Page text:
Few technologies in the past few years have fed the health care hype machine like artificial intelligence.
A.I. isn’t just some shiny object to feed futurist dreams—it’s critical to building a better health system and understanding health across a wide population, argues IBM executive vice president John Kelly.
Kelly spoke Tuesday at Fortune‘s Brainstorm Health conference in San Diego as part of an expert panel on machine learning and cognitive computing’s role in medicine. “I am wildly optimistic but very practical about it,” said Kelly, referring to the use of big data analytics in the field.
But he, like fellow panelists Mona Siddiqui, chief data officer for the U.S. Department of Health and Human Services, and Gianrico Farrugia, president and CEO of the renowned Mayo Clinic, offered some key caveats.
“The quality of the data, the size, et cetera, all of these things matter,” Kelly said, adding that unlocking actual insight from this avalanche of information is so complex that humans simply can’t do it alone. “A.I. is the only way to deal with the mass of data that we’re collecting.”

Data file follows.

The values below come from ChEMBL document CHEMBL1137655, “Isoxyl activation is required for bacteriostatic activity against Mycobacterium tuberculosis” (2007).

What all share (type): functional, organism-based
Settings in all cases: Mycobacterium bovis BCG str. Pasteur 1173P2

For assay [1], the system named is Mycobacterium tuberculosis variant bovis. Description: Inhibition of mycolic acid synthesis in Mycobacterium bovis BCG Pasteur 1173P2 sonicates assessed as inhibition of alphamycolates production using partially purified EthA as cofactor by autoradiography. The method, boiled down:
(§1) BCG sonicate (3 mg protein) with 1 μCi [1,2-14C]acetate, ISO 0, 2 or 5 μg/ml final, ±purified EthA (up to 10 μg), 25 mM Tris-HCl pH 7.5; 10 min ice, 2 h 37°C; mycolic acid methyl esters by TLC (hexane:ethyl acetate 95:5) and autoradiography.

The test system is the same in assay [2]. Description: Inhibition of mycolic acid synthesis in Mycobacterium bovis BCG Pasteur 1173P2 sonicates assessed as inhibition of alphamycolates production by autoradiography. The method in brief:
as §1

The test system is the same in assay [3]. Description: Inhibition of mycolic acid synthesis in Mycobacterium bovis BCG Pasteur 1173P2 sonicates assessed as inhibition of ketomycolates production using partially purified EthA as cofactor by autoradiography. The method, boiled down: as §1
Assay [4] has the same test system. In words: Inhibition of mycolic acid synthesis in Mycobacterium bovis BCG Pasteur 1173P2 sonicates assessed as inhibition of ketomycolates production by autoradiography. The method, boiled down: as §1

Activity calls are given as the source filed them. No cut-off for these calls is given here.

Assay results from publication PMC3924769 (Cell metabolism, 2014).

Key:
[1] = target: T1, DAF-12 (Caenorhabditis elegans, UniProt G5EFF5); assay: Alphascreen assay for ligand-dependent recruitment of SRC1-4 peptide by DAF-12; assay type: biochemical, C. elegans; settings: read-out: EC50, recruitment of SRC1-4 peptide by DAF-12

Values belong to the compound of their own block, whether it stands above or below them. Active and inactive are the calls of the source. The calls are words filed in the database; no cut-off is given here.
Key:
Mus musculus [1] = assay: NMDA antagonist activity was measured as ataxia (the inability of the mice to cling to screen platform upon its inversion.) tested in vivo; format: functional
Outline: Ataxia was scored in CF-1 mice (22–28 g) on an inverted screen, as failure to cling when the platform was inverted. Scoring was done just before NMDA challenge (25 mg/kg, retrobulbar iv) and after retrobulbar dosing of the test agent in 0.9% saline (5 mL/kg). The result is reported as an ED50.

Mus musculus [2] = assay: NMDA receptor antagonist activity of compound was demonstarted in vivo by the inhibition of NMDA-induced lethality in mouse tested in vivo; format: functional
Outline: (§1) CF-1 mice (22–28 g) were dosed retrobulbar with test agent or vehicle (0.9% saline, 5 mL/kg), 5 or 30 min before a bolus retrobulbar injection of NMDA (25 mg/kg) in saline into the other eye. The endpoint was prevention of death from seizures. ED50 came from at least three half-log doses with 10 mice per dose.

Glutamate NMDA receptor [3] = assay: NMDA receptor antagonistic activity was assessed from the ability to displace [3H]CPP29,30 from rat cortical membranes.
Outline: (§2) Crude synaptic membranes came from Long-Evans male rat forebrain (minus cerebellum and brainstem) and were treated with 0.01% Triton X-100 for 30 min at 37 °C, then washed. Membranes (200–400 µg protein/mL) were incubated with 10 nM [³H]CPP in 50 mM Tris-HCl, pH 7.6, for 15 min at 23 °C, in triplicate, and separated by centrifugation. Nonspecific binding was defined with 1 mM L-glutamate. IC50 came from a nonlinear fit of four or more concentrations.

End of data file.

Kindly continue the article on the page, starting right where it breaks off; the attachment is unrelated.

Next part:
IBM has a vested interest in doing just that through its Watson supercomputing unit. The tech giant’s Watson Health has faced some critical media reports in recent years on how much it has tangibly accomplished. (Asked where Watson currently stands, Kelly replied: “We’ve made tremendous progress with IBM Watson in health care.”)
That includes helping insurers and other payers better design benefit plans by poring through claims databases, matching cancer patients to clinical trials, and helping doctors come up with treatment plans for their patients, according to Kelly.
“Matching a cancer patient with a clinical trial takes a long time,” he added. “Through Watson and our partnership with the Mayo Clinic, we’ve helped double [certain] clinical trial participation rates.”
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